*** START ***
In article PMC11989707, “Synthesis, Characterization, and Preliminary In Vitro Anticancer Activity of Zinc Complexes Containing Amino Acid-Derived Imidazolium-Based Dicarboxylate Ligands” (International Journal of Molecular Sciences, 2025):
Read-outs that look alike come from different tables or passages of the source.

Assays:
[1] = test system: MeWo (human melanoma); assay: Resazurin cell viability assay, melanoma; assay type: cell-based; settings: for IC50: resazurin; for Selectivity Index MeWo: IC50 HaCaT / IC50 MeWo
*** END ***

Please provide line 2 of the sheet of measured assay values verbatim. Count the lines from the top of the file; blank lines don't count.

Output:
Read-outs that look alike come from different tables or passages of the source.